Friday, 21 May 2010

Turn Electronic Music into Art

and this is what you could end up with

Artist Richard Colman definitely knows how to make you feel sad if you were colour-blind. Taking neon colours and contrast shades to the extreme, the mass scale of Colman's work can make your head spin after staring at the paintings for a few moments, or causing some visual impairment when you start to wonder if you could see red out of blue. But behind all these obsessive patterns and geometries, Colman depicts day-glo orgies, headless men, silhouettes, piles of internal organs, often sinister and comical at the same time.
If there is any music being played in the gallery, I've been told there is, surely they should spin something like Hudson Mohawke or the Bloody Beetroots to match Colman's colour violence and brilliance.

 Colman's solo exhibition Keep Out The Light  is open on the 22nd of May at New Image Gallery in LA. Full post...

Bands highlighted: Bears on Parade

Panda Bear at the Bowery Ballroom, New York, 2007

Ten plus fingers are required nowadays to count bands with names that involve animals. Take bear as an example, Grizzly Bear, Gold Panda, Panda Bear, Polar Bear, Bear in Heaven, Bear vs. Shark. It's a good job that we have so many different bear species. Unlike The Antlers, who only have Crystal Antlers to screw around with them.

Some bear news

Gold Panda
Self-named Darwin Panda at one stage, Gold Panda went from Peckham to Essex and then to Japan, a big fan of German electronic who takes on the role of a mixer/producer regularly. The latest EP You is no doubt a healthy continuation from  Quitters Raga his first hit last year.

YOU EP by Gold Panda

Panda Bear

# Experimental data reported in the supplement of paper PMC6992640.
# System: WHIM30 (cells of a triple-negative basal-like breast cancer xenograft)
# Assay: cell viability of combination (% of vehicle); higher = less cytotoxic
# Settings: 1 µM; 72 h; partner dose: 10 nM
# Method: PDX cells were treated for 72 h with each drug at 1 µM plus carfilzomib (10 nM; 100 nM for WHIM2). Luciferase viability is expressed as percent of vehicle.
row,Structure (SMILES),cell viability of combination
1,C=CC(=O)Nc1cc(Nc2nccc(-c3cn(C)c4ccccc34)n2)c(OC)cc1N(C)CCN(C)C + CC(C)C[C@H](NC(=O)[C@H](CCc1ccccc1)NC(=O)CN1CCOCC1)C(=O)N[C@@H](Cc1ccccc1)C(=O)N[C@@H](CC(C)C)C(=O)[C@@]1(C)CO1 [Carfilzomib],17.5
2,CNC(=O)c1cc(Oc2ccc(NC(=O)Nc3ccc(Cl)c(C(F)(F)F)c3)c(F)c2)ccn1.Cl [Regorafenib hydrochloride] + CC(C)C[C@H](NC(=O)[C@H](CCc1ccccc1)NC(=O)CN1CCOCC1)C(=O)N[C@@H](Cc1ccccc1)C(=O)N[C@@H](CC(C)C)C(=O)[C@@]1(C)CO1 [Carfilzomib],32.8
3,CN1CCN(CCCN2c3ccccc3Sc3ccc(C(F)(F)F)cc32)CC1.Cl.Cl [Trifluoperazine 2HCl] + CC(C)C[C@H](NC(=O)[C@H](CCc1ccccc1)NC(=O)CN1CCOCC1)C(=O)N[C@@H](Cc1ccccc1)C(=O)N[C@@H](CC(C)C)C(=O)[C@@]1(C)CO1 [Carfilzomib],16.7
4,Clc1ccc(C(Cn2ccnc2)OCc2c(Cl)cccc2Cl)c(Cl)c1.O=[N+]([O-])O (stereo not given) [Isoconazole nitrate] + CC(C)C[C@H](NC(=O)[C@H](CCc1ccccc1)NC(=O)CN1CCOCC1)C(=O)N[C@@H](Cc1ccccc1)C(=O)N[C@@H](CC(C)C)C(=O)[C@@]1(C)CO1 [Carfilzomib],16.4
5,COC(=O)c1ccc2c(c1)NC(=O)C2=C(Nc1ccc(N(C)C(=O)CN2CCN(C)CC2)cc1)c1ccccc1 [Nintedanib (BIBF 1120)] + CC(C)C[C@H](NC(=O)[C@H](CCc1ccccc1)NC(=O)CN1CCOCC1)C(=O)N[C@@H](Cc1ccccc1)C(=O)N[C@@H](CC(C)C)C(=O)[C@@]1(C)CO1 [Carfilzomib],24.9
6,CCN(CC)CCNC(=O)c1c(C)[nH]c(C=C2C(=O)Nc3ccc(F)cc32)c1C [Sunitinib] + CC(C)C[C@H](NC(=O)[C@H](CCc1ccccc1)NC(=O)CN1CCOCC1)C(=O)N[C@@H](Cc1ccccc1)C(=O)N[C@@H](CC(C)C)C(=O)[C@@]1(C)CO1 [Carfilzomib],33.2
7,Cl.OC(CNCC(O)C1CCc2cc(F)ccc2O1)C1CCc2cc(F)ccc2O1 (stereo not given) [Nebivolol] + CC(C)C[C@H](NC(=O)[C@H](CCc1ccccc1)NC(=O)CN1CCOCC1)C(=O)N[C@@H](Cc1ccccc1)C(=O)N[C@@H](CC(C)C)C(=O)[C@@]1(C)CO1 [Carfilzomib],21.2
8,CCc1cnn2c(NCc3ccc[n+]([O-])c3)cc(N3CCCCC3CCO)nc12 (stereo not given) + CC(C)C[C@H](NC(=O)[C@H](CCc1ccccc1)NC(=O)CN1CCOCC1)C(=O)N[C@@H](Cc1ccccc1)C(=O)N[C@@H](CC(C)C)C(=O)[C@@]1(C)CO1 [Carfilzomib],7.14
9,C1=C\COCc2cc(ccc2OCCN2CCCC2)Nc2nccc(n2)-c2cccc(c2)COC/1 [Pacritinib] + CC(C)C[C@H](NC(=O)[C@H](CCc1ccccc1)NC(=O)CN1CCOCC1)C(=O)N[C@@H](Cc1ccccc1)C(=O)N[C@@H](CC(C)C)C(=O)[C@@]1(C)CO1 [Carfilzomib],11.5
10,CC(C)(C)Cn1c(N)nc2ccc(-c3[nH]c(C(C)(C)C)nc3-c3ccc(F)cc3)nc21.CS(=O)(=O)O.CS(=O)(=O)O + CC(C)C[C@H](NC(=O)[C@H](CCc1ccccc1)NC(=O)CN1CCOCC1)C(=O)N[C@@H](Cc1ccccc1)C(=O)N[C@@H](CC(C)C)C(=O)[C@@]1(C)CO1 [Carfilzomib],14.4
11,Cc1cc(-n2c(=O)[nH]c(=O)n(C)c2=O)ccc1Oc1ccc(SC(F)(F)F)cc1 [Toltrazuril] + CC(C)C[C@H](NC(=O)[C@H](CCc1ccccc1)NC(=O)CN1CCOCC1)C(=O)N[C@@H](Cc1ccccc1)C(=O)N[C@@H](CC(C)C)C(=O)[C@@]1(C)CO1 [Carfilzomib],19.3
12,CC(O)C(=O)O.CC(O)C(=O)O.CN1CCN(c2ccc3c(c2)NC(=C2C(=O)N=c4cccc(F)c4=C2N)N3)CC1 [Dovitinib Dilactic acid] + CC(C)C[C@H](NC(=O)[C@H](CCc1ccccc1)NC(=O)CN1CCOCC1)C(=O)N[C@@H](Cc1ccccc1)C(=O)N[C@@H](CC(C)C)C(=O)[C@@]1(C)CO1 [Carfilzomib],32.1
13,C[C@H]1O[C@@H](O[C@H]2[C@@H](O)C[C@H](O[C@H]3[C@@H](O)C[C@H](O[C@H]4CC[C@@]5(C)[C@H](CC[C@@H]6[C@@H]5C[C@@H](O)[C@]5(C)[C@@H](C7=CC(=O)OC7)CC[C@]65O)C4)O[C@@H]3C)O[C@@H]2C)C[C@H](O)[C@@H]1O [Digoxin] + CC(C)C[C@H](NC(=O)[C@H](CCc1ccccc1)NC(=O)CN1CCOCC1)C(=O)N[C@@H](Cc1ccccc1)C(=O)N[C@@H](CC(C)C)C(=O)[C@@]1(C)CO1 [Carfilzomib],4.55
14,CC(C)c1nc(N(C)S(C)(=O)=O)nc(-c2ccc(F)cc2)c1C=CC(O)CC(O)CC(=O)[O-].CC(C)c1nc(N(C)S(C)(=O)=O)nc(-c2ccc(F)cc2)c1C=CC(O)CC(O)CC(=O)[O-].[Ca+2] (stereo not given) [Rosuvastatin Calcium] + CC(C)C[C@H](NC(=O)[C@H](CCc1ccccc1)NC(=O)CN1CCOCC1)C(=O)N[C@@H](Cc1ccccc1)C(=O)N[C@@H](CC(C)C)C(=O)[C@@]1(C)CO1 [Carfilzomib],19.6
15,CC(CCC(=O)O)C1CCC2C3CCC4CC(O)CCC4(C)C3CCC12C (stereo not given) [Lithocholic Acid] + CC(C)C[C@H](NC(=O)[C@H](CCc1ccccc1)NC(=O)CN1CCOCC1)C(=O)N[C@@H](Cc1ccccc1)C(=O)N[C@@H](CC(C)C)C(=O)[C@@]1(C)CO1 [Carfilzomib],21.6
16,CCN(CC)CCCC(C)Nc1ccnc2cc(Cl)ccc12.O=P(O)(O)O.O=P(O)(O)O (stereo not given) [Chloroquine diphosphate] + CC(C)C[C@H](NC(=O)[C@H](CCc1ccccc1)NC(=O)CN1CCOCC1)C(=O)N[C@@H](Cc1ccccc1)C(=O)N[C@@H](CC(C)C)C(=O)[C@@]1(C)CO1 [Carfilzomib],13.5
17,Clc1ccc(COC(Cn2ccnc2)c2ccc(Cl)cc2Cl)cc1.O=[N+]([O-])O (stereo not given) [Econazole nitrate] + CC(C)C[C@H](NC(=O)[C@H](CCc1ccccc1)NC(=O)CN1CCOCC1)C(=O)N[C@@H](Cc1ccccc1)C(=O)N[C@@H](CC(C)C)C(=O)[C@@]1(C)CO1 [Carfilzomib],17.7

This New Yorker is definitely not Gold Panda's twin brother, before you confuse the two like I did a few months back. Think of Animal Collective not Four Tet. Panda Bear AKA Noah Lennox's latest single from his 2010 album Tomboy would be released on the 13th of July this year by Paw Tracks

Polar Bear

This group is relatively unknown in the indie circle due to its cross-territory into Jazz and beyond. Their fourth album (yes, they have been around for six odd years) Peepers (Leaf Records) came out in March and no, it's not something that only 40-50 year-old upper-class golf enthusiasts would listen to. Quite on the contrary, these "dream-jazz" post rockers take a very liberal approach to Jazz in which Saxophones play in and out among cello and electronic drones, with a few squeaks and squawks..

Polar Bear - A Morning Will Come
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Saturday, 15 May 2010

Anais Mitchell's Hadestown

                                                   My fondness of Anais Mitchell’s new album Hadestown could possibly match many loyal Joanna Newsom followers’ enthusiasm for her third album that came out out earlier this year. Taking the tragic Greek myth of Orpheus’s journey to the underworld to bring back his beloved Eurydice, Mitchell reset the scene in the post-depression era America and encompasses Jazz, Blues and Gospel as well as folk, classical music elements to construct this stage-like performance.